One Volume, Foolscap octavo. They embrace more biographical and critical information than the student of English Literature can find in any single work - Englishman.
FL O W E R-G A RD EN S.
DAVID LESTER RICHARDSON,
PRINCIPAL OF THE HINDU METROPOLITAN COLLEGE,
Α Ν Α Ρ Ρ Ε Ν DIX
PRACTICAL INSTRUCTIONS AND USEFUL INFORMATION
PRINTED AND PUBLISHED BY D'ROZARIO AND CO. TANK-SQUARE.
In every work regard the writer's end,
Pope. This volume is far indeed from being a scientific treatise On Flowers and Flower Gardens :-it is mere gossip in print upon a pleasant subject. But I hope it will not be altogether useless. If I succeed in my object I shall consider that I have gossipped to some purpose. On several points such as that of the mythology and language of flowers--I have said a good deal more than I should have done had I been writing for a different community. I beg the London critics to bear this in mind. I wished to make the subject as attractive as possible to some classes of people here who might not have been disposed to pay any attention to it whatever if I had not studied their amusement as much as their instruction. I have tried to sweeten the edge of
I did not at first intend the book to exceed fifty pages: but I was almost insensibly carried on further and further from the proposed limit by the attractive nature of the materials that pressed upon my notice. As by far the largest portion of it has been written hurriedly, amidst other avocations, and bit by bit, just as the Press demanded an additional supply of
copy," I have but too much reason to apprehend that it will seem to many of my readers, fragmentary and ill-connected. Then again, in a city like Calcutta, it is not easy to prepare any thing satisfactorily that demands much literary or scientific research. There are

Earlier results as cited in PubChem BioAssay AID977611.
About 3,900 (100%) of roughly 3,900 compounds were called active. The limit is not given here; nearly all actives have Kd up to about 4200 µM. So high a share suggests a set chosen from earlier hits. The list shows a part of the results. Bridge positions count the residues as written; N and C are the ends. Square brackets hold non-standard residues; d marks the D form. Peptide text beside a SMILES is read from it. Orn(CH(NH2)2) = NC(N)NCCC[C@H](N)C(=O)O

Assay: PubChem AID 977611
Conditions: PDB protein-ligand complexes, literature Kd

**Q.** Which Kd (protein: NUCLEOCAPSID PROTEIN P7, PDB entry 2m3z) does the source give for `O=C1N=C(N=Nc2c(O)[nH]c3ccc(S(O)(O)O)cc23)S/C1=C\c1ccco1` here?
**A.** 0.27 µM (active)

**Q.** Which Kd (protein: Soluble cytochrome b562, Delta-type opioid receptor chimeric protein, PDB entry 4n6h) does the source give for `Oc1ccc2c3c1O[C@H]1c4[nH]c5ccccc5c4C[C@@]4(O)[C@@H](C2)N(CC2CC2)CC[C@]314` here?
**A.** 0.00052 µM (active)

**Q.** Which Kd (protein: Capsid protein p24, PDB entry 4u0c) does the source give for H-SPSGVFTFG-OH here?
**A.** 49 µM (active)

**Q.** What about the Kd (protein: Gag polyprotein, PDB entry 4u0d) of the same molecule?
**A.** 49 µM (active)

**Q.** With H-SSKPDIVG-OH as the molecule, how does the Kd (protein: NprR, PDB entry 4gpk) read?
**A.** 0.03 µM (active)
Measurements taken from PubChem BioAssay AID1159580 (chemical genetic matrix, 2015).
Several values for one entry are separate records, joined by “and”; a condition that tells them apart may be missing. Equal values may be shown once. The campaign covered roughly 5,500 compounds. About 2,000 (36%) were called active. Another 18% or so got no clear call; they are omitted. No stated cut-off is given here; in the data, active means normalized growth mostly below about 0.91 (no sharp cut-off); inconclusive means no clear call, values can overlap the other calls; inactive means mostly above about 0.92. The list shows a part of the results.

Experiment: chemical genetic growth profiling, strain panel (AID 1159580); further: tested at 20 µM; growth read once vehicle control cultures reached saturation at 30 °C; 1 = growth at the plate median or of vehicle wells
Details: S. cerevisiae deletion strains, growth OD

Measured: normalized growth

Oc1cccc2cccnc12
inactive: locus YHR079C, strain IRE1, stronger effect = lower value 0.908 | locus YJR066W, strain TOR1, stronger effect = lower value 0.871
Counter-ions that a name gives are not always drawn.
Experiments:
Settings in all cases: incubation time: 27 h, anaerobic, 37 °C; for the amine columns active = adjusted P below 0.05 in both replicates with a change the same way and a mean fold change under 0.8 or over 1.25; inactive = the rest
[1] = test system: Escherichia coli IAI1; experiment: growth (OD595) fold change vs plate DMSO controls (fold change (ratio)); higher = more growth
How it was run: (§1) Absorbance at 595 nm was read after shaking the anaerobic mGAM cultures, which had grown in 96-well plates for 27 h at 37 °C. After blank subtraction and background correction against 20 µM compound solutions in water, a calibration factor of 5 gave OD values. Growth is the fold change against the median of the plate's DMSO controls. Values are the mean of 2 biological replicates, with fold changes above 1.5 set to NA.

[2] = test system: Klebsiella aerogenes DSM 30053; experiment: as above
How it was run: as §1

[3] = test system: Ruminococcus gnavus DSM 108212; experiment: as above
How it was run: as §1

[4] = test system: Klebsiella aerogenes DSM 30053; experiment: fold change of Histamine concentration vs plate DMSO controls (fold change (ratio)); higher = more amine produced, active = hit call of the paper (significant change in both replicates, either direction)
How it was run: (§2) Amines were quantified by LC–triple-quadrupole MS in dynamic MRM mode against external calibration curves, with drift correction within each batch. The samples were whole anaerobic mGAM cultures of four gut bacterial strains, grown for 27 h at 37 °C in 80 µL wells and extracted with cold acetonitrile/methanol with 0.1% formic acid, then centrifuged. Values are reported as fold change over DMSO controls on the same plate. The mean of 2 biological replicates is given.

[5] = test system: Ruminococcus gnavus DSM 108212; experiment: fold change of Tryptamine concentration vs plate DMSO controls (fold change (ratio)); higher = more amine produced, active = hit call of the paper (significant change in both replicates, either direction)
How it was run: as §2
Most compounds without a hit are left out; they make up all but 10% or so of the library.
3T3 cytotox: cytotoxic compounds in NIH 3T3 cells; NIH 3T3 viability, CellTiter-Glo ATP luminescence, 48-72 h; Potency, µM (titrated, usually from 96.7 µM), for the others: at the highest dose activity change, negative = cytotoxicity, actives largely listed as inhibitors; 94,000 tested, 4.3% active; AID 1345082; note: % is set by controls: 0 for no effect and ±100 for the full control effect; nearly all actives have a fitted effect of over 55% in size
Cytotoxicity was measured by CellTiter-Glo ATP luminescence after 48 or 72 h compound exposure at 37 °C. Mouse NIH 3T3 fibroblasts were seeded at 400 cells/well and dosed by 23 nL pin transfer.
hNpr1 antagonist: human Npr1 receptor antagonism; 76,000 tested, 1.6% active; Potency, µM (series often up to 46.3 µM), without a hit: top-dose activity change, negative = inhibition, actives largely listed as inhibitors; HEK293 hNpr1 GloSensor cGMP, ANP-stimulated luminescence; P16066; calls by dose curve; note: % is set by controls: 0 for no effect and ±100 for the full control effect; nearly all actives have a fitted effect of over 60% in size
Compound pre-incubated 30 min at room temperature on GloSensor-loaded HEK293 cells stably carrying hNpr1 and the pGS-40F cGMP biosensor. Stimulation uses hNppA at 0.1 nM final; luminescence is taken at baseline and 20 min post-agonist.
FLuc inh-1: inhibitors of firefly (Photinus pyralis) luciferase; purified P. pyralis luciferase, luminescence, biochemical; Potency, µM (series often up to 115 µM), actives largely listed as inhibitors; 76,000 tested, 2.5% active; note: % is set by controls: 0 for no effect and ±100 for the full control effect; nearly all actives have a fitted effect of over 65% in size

very many volumes in all the London Catalogues, but not immediately obtainable in Calcutta, that I should have been most eager to refer to for interesting and valuable information, if they had been at hand. The mere titles of these books have often tantalized me with visions of riches beyond my reach. I might indeed have sent for some of these from England, but I had announced this volume, and commenced the printing of it, before it occurred to me that it would be advisable to extend the matter beyond the limits I had originally contemplated. I must now send it forth, "with all its imperfections on its head;” but not without the hope that in spite of these, it will be found calculated to increase the taste amongst my brother exiles here for flowers and flower-gardens, and lead many of my Native friends—(particularly those who have been educated at the Government Colleges --who have imbibed some English thoughts and feelings—and who are so fortunate as to be in possession of landed property)- to improve their parterres,---and set an example to their poorer countrymen of that neatness and care and cleanliness and order which may make even the peasant's cottage and the smallest plot of ground assume an aspect of comfort, and afford a favorable indication of the character of the possessor.
D. L. R. Calcutta, September 21st 1855.